Catch the rain that would have washed away! The City of Bremerton is pleased to promote the use of rain barrels, though we do not sell them. View directions on how to make rain barrels (PDF)
. Some of the tools are specialized and can be costly. However, recommended less-expensive alternatives are discussed. Check local hardware stores to purchase rain barrel parts or kits.
- Rain barrels help slow runoff and encourage infiltration.
- Rooftops are impervious surfaces, along with roads, parking lots, driveways and even compacted soils.
- In a pristine area, even an additional 10% of impervious area alters the natural rainfall runoff cycle and has the potential to damage sensitive ecosystems.
- Infiltration, allowing the water to soak into nearby soils, will recharge groundwater supplies and return the water cycle to a more natural path.
Rain barrels help conserve water.
- Water usage in Bremerton increases in the summer by 30% due to the increase in outdoor water use such as lawn watering, flower and vegetable watering, car washing, and pavement cleaning.
- Your water supply is unique to your location. Residents of Kitsap County rely upon rainfall to surface water reservoirs, and from underground aquifers, also known as groundwater.
- The Puget Sound region experiences natural summer droughts where only 20% of the annual rainfall occurs from May to September.
- By reducing your demand from established water supplies during the dry summer months you are helping the environment and salmon.
: Do not use rain barrels for drinking, cooking or bathing.
- Use water wisely by watering your garden with free water collected from your roof.
- Rain water is great for plants.
- Connect a soaker hose to your barrel, a great way to water shallow rooted plants.
- Use your rain barrel in areas where you may not have a convenient spigot. Near your compost pile is a good idea to keep it as wet as a wrung-out sponge, promoting the composting process during the dryer months of summer.
- Rain water is usually soft and free of dissolved minerals. This untreated water is great for your garden and lawn.
Making a Rain Barrel is as Easy as 1, 2, 3
- Use a 55-gallon food grade quality recycled barrel.
- Install an overflow at the top. This is an important feature. A full barrel has the potential to spill additional water over the top and may cause localized erosion.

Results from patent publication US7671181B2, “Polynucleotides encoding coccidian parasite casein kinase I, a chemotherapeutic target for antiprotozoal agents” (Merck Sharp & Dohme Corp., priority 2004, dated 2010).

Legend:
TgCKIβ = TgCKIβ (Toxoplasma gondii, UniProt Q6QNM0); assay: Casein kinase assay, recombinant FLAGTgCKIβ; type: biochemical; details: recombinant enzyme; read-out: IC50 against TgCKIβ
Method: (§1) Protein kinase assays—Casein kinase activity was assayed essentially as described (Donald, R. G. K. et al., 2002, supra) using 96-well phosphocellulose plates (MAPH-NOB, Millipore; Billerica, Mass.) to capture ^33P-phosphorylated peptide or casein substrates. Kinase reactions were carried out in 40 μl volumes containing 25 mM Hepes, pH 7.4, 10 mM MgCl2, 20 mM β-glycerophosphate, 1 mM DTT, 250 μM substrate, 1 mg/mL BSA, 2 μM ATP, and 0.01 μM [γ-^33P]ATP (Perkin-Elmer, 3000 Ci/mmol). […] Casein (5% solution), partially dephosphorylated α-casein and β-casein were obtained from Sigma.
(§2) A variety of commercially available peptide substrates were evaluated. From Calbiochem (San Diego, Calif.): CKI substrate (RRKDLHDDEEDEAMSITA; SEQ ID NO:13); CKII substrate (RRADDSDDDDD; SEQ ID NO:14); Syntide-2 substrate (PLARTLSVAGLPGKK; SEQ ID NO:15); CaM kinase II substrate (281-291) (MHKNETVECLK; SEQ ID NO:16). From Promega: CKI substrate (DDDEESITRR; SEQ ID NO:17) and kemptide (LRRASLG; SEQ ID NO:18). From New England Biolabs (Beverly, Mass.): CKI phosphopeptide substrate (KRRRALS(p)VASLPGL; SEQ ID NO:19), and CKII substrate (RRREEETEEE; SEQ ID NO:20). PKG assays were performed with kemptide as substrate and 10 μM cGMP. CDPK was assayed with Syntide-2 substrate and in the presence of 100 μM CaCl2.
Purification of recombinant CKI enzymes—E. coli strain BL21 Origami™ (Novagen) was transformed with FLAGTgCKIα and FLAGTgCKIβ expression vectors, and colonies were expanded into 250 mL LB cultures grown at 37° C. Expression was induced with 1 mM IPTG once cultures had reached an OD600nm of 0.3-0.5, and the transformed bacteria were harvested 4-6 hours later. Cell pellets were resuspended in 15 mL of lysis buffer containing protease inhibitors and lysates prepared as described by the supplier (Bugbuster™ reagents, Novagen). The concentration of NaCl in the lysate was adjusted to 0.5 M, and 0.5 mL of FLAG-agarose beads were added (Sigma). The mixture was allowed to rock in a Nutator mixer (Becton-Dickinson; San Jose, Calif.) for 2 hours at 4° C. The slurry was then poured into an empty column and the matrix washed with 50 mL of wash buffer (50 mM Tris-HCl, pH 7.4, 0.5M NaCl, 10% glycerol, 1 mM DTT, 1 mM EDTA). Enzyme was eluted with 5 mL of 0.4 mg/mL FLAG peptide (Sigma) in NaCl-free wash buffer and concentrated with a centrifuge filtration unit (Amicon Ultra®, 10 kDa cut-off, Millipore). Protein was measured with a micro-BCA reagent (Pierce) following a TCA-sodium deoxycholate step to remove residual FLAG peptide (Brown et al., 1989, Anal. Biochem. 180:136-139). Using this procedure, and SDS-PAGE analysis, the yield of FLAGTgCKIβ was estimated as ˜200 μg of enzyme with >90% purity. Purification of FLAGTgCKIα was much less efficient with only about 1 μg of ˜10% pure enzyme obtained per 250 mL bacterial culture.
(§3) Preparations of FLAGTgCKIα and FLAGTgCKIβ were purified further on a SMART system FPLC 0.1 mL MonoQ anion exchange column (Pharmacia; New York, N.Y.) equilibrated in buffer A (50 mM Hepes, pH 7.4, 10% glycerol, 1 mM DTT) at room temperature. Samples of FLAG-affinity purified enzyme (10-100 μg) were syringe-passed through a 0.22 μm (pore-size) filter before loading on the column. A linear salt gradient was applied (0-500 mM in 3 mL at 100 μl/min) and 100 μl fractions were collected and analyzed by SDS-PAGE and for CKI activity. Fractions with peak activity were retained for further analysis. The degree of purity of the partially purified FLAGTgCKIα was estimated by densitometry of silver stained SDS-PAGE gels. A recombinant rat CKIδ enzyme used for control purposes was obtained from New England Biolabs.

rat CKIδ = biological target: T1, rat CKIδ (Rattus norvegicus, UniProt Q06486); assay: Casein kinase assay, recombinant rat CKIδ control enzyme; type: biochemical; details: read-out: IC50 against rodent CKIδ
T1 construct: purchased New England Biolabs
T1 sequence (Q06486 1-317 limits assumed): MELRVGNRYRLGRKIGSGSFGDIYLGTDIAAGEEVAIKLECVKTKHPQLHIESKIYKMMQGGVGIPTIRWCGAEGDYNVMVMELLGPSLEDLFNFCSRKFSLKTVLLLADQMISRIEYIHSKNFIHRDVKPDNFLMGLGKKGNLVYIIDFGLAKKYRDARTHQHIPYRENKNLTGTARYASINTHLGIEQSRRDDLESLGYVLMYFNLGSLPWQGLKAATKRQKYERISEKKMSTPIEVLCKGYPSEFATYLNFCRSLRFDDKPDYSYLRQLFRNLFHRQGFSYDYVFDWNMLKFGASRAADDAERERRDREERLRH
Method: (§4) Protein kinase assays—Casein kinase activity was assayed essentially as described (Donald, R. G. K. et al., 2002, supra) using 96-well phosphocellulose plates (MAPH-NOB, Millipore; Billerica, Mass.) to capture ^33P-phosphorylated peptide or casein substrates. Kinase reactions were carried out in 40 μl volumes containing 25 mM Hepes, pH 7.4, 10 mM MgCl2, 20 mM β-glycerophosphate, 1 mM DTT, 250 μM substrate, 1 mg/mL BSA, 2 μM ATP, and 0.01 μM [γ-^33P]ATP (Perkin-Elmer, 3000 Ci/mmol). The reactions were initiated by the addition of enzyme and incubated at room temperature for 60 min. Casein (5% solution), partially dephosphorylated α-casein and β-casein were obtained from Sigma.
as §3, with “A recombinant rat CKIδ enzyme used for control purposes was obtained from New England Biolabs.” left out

- Consider attaching the overflow to the downspout with a valve. Simply turn the valve off when the barrel is full and redirecting the runoff back into the downspout.
- As an alternative to the spigot on the diagram (in the section below), purchase a spigot with a threaded nipple and simply twist it into the 1" hole.
- Do not use collected water for drinking, cooking or bathing.
- Keep the lid secure so children or animals cannot fall into the barrel.
- Disconnect the barrel during the winter to avoid constant overflow during the rainiest months. Attach it in the early spring to fill it for use.
- Most recycled barrels need to be cleaned before first use.
- If a moss killer has been used on the roof let a couple of rainfall events go by before collecting the roof runoff.
- Elevate your rain barrel slightly to make access to the spigot easier.
- The screened louver vent will prevent mosquitoes from breeding in your barrel.
- Consider joining multiple barrels for additional capacity!
or stop in to the City of Bremerton Public Works and Utilities office for a brochure on how to make your own.
Managing Your Rain Barrel During the Growing Season & Winter
Rain patterns occur so that more rainfall events occur during April, May and June, just when you are establishing your vegetable garden and working in perennial beds. A waterwise approach could be to water annuals and perennials with rain barrel water and mulch heavily to retain moisture during the dryer months of July and August. However, rain showers can occur in July and August to refill the barrels.
Remember to raise your barrels off the ground by placing them on cement or wooden blocks to ease access to the faucet.
Manage heavy rains: It is essential to consider impact of heavy winter rains on your drainage system. An overfull rain barrel has the potential to erode your home's foundation. In all cases your rain barrel should have an overflow spigot near the top on the side. Management ideas include:
Please Protect Water Quality
- Connect a hose to the overflow spigot and direct this away from your foundation, a minimum of 2 feet for a crawlspace, and 6 feet for basements.
- Disconnect the rain barrel from the downspout and return the system to its original configuration.
- Leave the outlet faucet open and set a splash block under it. Now the rain barrel is an extension of the downspout drainage system. Remember to close the faucet when you desire to fill the rain barrel.
- Whatever you solution, design the overflow system to encourage infiltration of the water into the ground.
Do not send overflow across parking areas, driveways septic drainfields, bare soil, or storage areas for pesticides or heavy equipment. Keep Pollutants out of our streams and Puget Sound.
For more information please call the City of Bremerton Public Works and Utilities at 360-473-5920.